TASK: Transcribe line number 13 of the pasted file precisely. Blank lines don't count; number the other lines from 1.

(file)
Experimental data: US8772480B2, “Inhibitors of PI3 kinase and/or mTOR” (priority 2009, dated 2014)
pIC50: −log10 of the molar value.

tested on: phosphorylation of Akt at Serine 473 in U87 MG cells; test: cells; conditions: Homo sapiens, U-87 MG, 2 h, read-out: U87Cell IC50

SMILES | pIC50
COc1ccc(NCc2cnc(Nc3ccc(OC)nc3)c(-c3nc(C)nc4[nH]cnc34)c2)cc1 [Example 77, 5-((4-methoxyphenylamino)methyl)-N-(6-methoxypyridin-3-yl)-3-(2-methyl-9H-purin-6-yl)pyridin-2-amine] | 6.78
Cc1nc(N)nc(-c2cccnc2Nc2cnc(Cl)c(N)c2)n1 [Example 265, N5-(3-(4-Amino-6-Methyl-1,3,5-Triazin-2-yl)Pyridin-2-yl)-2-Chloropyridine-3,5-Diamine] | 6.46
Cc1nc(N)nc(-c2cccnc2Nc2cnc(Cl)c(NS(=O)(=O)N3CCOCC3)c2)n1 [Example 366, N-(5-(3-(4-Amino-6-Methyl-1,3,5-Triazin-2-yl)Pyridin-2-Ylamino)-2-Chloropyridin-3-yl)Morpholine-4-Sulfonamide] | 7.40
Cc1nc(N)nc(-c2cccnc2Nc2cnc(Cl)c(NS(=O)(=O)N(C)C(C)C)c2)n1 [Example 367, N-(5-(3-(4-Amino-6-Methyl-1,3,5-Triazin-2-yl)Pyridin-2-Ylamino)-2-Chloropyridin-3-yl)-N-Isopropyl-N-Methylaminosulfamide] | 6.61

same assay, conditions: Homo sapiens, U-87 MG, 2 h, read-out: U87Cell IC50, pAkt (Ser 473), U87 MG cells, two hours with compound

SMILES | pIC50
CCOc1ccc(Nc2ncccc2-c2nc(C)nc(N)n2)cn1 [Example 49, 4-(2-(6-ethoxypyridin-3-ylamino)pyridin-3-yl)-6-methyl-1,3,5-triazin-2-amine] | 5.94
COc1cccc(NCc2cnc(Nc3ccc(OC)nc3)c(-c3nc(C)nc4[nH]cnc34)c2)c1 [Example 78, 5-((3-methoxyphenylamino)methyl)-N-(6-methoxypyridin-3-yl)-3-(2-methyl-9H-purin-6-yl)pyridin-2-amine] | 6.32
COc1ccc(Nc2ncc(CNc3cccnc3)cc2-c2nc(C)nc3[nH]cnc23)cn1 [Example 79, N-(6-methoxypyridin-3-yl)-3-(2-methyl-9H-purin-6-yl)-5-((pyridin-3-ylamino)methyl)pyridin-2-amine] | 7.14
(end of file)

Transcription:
COc1ccc(Nc2ncc(CNc3cccnc3)cc2-c2nc(C)nc3[nH]cnc23)cn1 [Example 79, N-(6-methoxypyridin-3-yl)-3-(2-methyl-9H-purin-6-yl)-5-((pyridin-3-ylamino)methyl)pyridin-2-amine] | 7.14